Louis C.K. And The Best News Ever

This makes me exceedingly happy: CBS just bought a recession-themed sitcom pilot from Louis C.K. and Spike Feresten. Not a lot of details yet on anything other than the fact that that the show will apparently be about “young people who are trying to achieve their creative dreams.” But I’d follow C.K. into a burning building at this point if he promised me that content was inside it and I’d get to consume it before I succumbed to smoke inhalation.

I also think this is an interesting experiment in whether C.K.’s deeply compelling brand of honesty and moral comedy can find a mass audience, and whether he can do it without the explicitness that’s made Louie such a wonderful discussion of sex and gender from a man’s perspective. I hope the former will be true — I’d love to see a show that combines the sometimes-painful optimism of something like Parks and Recreation with the class consciousness of Raising Hope and the lived-in friendships of Happy Endings do well. On the second, while C.K. may (outside of race) get the most attention for his routines about sex and sexual humiliation, his up-front approach to things like buying a house, or having his daughters prefer their mother to him, or professional failure would translate extremely well to the networks without requiring him to compromise the material at all.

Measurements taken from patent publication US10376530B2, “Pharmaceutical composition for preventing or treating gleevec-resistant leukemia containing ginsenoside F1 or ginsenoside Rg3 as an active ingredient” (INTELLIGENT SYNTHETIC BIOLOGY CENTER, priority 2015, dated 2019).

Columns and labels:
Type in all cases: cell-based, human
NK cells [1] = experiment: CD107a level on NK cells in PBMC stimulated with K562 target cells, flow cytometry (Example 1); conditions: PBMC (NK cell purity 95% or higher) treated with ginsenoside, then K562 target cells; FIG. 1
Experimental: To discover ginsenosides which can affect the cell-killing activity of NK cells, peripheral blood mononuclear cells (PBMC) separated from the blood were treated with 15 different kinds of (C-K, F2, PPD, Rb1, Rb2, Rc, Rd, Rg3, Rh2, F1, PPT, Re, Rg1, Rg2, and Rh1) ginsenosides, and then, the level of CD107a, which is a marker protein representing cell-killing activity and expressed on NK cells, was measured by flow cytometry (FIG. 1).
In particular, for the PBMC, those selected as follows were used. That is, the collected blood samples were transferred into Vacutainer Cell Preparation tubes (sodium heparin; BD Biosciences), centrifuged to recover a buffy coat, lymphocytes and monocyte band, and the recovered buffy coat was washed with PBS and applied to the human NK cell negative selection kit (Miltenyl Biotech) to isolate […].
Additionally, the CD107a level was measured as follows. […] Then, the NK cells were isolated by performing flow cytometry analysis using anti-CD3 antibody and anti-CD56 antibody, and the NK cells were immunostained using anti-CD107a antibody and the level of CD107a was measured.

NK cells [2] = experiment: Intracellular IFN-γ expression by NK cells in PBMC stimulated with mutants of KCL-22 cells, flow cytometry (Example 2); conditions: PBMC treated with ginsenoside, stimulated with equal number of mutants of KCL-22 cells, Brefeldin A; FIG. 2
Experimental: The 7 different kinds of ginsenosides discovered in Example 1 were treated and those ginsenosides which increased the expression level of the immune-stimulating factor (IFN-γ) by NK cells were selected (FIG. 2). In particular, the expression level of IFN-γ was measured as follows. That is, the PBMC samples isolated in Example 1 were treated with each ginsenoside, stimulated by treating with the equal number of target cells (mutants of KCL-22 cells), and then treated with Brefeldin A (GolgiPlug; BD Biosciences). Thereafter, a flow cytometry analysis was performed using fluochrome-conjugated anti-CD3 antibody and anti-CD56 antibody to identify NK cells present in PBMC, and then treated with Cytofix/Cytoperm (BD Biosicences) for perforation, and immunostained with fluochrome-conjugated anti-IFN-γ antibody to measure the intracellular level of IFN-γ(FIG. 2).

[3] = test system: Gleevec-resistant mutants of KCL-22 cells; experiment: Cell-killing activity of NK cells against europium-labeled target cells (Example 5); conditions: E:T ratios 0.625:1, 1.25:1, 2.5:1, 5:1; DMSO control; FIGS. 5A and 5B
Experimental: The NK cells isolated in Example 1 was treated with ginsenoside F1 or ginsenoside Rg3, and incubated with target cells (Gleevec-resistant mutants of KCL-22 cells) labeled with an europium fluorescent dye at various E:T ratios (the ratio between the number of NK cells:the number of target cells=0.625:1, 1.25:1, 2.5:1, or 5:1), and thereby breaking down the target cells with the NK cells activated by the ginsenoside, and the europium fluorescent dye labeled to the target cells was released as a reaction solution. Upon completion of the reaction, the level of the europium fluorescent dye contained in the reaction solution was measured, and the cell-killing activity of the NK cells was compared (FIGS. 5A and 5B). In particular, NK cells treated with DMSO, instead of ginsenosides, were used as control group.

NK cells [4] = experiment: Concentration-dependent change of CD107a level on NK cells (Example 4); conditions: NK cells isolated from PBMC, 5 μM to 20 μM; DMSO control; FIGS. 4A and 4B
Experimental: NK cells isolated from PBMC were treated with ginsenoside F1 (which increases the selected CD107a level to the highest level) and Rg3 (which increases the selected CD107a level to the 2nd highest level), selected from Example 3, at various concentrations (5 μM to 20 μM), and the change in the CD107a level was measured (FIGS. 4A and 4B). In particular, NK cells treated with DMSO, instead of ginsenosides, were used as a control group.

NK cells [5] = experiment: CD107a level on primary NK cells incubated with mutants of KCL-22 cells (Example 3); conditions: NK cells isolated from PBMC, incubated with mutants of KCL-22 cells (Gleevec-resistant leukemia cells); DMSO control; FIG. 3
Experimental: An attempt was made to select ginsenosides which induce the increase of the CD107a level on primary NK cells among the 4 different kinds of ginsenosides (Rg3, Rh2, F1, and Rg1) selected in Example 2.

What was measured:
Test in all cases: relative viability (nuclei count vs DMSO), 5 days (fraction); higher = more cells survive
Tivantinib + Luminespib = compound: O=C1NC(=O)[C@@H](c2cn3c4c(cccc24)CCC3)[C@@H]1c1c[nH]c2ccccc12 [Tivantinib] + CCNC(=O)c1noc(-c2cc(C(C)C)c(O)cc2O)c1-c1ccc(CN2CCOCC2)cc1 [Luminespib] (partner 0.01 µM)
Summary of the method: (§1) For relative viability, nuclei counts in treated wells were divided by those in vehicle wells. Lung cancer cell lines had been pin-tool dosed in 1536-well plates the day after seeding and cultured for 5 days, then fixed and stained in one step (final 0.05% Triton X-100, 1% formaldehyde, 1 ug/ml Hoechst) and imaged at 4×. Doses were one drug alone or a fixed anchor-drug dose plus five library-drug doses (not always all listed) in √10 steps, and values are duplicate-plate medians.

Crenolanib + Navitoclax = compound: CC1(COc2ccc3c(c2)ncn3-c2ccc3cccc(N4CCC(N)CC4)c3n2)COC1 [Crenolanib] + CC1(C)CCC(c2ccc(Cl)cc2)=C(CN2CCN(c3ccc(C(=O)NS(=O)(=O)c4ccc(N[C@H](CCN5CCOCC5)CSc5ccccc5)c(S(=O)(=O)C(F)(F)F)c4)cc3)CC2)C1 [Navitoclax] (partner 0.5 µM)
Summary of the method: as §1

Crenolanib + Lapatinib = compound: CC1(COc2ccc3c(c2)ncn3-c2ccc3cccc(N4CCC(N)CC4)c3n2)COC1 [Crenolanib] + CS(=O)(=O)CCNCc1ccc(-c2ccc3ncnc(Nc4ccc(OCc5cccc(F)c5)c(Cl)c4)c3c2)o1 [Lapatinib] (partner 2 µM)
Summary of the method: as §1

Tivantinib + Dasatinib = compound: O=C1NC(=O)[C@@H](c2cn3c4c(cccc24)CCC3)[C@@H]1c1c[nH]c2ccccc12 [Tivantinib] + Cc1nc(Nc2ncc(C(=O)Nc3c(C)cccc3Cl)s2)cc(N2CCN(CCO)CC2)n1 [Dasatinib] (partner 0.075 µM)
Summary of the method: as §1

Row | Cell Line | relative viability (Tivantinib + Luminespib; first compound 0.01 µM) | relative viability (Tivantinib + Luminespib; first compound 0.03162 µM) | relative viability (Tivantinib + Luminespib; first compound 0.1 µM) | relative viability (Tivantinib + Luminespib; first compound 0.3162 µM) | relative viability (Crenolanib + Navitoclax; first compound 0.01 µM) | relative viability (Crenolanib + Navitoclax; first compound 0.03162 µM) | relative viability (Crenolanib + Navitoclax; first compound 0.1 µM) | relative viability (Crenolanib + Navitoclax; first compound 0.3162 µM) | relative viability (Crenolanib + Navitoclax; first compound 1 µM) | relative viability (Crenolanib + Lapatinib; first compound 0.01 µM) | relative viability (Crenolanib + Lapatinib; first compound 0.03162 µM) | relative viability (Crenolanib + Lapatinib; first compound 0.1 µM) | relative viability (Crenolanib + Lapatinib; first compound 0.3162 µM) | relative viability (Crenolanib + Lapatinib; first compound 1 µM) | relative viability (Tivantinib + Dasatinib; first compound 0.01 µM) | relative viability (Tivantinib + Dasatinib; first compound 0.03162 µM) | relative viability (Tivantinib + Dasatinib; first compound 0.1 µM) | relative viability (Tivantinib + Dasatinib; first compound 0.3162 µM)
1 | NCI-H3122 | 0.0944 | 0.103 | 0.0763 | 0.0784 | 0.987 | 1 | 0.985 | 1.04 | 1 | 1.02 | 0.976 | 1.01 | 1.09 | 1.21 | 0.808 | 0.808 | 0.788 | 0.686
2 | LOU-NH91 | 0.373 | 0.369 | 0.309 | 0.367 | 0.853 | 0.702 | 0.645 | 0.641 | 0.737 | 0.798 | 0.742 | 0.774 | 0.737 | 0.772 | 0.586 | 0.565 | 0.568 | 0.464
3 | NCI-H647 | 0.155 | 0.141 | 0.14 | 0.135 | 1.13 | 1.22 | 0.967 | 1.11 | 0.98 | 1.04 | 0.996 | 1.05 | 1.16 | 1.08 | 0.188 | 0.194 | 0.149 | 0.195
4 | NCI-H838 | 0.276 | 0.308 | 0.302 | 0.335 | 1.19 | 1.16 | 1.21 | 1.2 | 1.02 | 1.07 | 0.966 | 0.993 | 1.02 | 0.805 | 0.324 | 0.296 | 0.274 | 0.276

I’d also really like a show from him (or really, from anyone) to continue the trend that Southland started of having the characters talk like real people of those backgrounds and in those circumstances would, but bleeping them out. We’ve seen a bit of this on Parks and Recreation, where the generally clean-spoken characters occasionally lapse into real-world profanity, and on other shows, but I think it would be decent practice to do a bit more of it. Television doesn’t just capture characters in the least-stressful moments of their lives — quite the reverse. I can understand why we’ve got some limitations on speaking words aloud in prime time (even though I think its the job of parents to keep their kids away from content they find generally objectionable), but I think it would make sense to find a compromise that keeps the kiddies’ ears clean while trusting adults to know what’s really being said.